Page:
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  • Compression


    How important or necessary is compression on vocals? Is it more or less important on non powered speakers than powered speakers?

    Also does it make vocals sound better or does it degrade the sound?

    Sorry if the question is lame but i don't have alot of experiance with this and tring to find out some answers.



  • #2

    buy a decent compression unit and try it out.


    then spend literally years learning how to use it.


    i dig my acp-22 on vox a lot, no longer made. super icy or transparent. can also be fuzzy if you want.

    i also use some dbx stuff, its ok but 'colorful'. dbx compression tends to be really fuzzy to me.  the more colorful the better; you may have a different idea and that is ok.

    band status - "its complicated"


    • ChiroVette
      ChiroVette commented
      Editing a comment

      Never used one myself, but I have heard some really good things about the RNC compressors.

  • #3

    I think all vocals can benefit from at least a little compression, especially in a "full on band" where it's sometimes hard to have enough dynamics to let a soft vocal passage come through clearly. When you introduce compression though you are reducing (compressing) the dynamic range. Unless you're using your compressor as just a limiter that means your bringing the noise floor up. That, in turn, means you have less room before feedback starts, plus you're getting more stage bleed into the mains.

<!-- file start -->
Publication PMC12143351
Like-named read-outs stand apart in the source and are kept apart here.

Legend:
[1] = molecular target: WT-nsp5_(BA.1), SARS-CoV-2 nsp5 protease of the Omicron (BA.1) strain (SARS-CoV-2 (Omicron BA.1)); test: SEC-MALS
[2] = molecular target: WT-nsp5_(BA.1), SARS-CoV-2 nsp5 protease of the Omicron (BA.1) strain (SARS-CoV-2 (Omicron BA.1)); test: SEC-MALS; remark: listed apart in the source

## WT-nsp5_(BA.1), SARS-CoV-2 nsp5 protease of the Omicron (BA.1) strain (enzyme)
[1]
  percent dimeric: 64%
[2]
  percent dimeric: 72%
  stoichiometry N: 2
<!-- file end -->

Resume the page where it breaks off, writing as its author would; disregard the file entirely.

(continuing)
A lot people get in over their head by overusing compression and ending up with nasty artifacts, feedback, and a polluted mix. I tend to use compression as a limiter for backing vocals to just keep things in the pocket as backing vocals are generally full voice chorus situations. When used as a limiter you don't need to add make up gain, which is what makes the noise floor come up. So you get limiting without increasing the chances for feedback and other undersirable compression characteristics. For the lead vocal I use something around 3:1, with the threshold set to barely compress on normal voice passages, but compress as much as 10 dB's if I'm screaming something. Probably averaging 3-6 dBs.

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    • FormerlyBassred
      FormerlyBassred commented
      Editing a comment

      Absurd, yes, it can be a very helpful tool. 


      To the original poster.. if you have those questions, one gets the impression that you don't know what compression is/does. If that is the case, it is better to not worry about it. 

      Do a little reading about dynamics/compressors and what they do and why you would use them, and how they work. When you notice a need for compression, then get a decent comp and spend a lot of time with it (starting with very light settings) and don't rely on any marketing jibber-jabber.... 


      Compression is best left off until you know what it is and how to use it. Can do more harm than good if not used correctly.

  • #4

    I hate when my vocals are uncompressed in a live setting---it just doesn't sit well with the mix.

    These days, I use a TC Helicon Mic Mechanic, which has a single-button compressor.  No, it's not as accurate as a full-on compressor operated by a knowledgeable sound man, but it's one hell of a lot better than uncompressed vocals.